So, thirdly, if the person you've loved and lost is your mum: try to remember how strong that love felt. Her unconditional, motherly love didn't falter, even through the teenage years when I screamed stuff at her that I regretted in an instant. Lied to her, too, like when she spotted a packet of 10 'More Menthol' cigarettes poking out of my coat pocket and I swore blind that they belonged to Carol (actually, we'd gone halves)....even though my coat reeked of (slightly minty) smoke. She didn't even really mind that I'd changed the 13% to 43% on the physics exam result on my school report before I showed it to Dad. She just reminded me how good I was at English, instead.

So even though mum's been missing for most of my adult life...I'm here, and I can live by her values,(OK...forging a school report wasn't our greatest collaboration....) and be there, instead, for my own daughters. I love to tell them, and tell the world, that, every day, they make me proud. I send them cornet money sometimes too. Bank transfers, mainly. And no, I never found any fags in their pockets.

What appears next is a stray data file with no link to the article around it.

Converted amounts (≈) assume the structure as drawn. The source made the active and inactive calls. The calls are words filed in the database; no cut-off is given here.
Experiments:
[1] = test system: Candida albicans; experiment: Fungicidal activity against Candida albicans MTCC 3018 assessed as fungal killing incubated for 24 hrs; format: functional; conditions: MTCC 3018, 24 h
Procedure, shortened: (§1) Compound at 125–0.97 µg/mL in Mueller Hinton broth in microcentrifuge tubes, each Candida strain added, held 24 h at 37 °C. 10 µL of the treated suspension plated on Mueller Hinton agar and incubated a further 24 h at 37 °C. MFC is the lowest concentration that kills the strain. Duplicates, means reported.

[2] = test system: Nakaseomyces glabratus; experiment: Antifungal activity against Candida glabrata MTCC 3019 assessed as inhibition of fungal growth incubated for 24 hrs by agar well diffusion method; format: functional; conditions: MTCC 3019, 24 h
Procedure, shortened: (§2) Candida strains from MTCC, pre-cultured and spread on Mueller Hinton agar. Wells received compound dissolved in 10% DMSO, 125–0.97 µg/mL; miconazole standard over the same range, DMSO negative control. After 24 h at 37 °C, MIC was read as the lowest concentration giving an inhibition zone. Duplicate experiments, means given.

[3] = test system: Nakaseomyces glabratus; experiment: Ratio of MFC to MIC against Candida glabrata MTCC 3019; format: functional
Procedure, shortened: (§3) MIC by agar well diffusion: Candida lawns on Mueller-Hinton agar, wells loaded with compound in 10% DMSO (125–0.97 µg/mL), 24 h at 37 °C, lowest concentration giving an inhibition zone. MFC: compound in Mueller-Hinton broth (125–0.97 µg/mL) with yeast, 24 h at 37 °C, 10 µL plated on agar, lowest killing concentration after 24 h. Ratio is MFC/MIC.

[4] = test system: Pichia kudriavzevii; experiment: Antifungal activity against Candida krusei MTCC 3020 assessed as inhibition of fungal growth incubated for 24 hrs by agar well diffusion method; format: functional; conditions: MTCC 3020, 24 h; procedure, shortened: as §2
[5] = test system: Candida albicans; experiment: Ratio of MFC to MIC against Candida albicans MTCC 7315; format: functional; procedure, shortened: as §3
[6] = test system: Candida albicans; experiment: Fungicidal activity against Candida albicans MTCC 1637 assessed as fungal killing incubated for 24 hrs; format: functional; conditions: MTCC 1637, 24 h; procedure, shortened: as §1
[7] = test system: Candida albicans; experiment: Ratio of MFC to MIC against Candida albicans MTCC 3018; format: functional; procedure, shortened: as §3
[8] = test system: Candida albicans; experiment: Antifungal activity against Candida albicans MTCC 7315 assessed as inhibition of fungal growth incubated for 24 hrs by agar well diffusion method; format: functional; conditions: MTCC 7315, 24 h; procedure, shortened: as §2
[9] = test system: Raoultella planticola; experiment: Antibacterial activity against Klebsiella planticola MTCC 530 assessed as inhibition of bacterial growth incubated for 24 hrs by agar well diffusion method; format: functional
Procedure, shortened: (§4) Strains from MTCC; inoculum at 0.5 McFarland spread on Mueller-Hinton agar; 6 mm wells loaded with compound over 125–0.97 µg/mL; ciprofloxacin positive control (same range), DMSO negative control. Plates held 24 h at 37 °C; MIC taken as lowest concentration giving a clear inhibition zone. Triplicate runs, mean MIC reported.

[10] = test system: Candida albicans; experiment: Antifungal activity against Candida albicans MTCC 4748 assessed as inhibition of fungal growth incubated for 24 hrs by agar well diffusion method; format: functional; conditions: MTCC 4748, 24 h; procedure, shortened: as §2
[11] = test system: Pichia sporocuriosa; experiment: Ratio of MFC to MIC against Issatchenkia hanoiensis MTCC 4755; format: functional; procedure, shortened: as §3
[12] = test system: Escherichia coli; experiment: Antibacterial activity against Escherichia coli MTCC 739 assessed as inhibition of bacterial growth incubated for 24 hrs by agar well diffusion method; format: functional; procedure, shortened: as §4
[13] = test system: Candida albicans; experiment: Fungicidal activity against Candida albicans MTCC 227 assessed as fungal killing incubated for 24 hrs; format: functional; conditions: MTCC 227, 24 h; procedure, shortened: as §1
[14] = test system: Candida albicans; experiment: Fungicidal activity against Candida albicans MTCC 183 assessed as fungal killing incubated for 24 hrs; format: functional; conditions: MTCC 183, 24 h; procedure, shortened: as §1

How about you? Ever been loved that much, by someone who's no longer around? If you remember that love... feel lucky. But above all: pass it on.

One fabulous family: Jim, Vic, Tony, Jeannie, Sheilah, Bette, Rita, Marjorie, Joan.
Alice, Juliet, me.

Jenefer Kell Lots of love to you both xxxx
Jane McIntyre Thanks Jen x
Annie Silvester Still bright and beautiful in my memories. Thinking of you xxx

Thinking of you Jane and sending you *hugs* Your mother was obviously a wonderful, caring and thoughtful person x

big hugs xxxx

A lovely blog - one that I can identify with.

A sad story full of love. Thank you for sharing

Lovely post. x